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I need to build an site with some portal like functionality where an param in the request will indentify the portal. like so http:/domain/controller/action/portal

Now my problem is if an portal doesn't exists there must be an redirect to an other site/page and an user can login in to one portal but if the user comes to an other portal the user must be redirected back to the login page for that portal.

I have something working now, but i feel like there must be an central place in the pipeline to handle this. My current solution uses an custom action filter which checks the portal param and sees if the portal exists and checks if the user logged on in that portal (the portal the user logged on for is in the authentication cookie). I make my own IIndentiy and IPrincipal in the application_postauthentication event.

I have 2 problems with my current approach:

1: It's not really enforced, i have to add the attributes to all controllers and/or actions.

2: The isauthenticated on an user isn't really working, i would like that to work. But for that i need to have access to the params of the route when i create my IPrincipal/IIndenty and i can't seem to find an correct place to do that.

Hope someone can give me some pointers, Richard.

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3 Answers 3

There's a couple different ways you could do this (as always...). If you want to do it in the controller (or via an attribute) but you also want to do it globally, then you could always use a custom base controller class and apply the logic there. The actionfilterattribute is inherited and bob's your uncle.

ON the other hand, this really feels like a routing concern to me. So I'd probably consider creating a custom route to handle what you're doing. If you do that, then once you get it working you'll want to test it out under load to make sure that you have a good caching strategy in place (so that every request isn't a db lookup for the route + another one for whatever happens in the controller).

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You can enforce user authorization through an attribute in the controller. You would apply this to each action (both get and post). I think it's reasonable to add some sort of validation to each action within the controller to write secure code, please correct me if I'm wrong here.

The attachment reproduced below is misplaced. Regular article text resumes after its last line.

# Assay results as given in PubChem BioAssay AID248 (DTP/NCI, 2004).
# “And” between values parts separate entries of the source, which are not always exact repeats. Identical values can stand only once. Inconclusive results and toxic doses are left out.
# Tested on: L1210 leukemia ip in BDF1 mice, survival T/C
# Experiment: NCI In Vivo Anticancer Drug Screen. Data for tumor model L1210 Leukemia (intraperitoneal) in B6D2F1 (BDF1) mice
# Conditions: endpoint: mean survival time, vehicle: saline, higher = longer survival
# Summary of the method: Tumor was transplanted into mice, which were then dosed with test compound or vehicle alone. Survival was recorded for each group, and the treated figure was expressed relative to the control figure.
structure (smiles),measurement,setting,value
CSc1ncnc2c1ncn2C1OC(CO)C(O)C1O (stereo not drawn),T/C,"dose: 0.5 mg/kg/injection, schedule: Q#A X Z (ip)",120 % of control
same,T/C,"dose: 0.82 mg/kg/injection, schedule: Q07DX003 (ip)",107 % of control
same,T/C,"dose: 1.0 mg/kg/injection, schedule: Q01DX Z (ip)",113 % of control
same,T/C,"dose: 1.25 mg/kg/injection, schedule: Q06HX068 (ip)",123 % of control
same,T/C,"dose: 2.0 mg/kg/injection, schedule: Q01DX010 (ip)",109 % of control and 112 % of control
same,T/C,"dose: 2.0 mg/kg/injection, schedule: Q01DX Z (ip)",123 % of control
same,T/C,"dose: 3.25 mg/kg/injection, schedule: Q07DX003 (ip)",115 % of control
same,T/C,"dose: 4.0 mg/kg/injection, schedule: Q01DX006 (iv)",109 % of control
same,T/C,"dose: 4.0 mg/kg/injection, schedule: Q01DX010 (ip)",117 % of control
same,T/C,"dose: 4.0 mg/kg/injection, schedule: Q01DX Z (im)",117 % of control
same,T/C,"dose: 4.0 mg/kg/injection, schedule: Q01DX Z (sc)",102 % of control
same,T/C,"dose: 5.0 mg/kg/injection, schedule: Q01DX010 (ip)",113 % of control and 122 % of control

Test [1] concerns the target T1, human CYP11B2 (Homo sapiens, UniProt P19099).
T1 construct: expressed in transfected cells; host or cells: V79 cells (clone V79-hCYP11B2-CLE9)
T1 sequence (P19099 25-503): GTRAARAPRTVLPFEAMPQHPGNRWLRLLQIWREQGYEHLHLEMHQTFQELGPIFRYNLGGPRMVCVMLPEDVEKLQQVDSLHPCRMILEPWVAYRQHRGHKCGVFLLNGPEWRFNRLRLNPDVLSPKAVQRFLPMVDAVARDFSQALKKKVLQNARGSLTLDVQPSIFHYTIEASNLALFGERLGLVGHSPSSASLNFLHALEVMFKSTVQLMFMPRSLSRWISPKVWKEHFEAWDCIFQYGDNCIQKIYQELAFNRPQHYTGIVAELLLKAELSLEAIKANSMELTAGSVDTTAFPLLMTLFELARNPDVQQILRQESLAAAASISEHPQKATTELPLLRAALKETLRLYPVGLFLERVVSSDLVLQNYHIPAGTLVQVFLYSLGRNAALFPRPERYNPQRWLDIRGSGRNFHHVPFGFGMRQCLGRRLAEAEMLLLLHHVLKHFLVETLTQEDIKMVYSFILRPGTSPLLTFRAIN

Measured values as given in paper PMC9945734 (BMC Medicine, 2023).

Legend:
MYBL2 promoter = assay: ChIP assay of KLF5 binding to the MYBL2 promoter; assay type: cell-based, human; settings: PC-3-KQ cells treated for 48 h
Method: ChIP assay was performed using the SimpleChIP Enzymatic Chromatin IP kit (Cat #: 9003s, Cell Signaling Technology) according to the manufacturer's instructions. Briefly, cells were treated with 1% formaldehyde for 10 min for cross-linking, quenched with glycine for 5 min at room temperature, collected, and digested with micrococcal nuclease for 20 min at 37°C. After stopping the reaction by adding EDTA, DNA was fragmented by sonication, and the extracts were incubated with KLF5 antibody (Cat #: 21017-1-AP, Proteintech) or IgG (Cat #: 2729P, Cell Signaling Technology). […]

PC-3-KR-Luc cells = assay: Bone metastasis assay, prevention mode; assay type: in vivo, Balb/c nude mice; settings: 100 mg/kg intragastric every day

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Its an option, and thats what i'm doing now. But i think its not the right approach since its actually an application wide thing and not on an controller level. In other words i think the application must enforce the rules and if the portal doesn't exists redirect and not even bother trying to go to some controller. It's should be more like the route doesn't exists and there is no where to go but redirect. The same goes for the user identity it shouldn't be authorized for the hole application if hes going to an portal he isn't logged in for. –  Richard May 26 '10 at 12:40

For the missing portal redirect, I would handle this in routing. If you have a relatively small number of portals, you can do this by creating a unique route for each of your controllers and then setting a default route for the redirect. Routes are evaluated in the order you create them, so just put the default route at the bottom. Your route registration would look something like this:

        new {controller = "defaultController", action = "defaultAction", 
             portal = "FirstPortal"}

        new {controller = "defaultController", action = "defaultAction", 
             portal = "SecondPortal"}

        new {controller = "defaultController", action = "defaultAction", 
             portal = "Default"}

This way you can use the "portal" route value to select the portal, and any request that does not match will be routed to the controller/action specified in your Default route, which can take care of redirecting the user appropriately.

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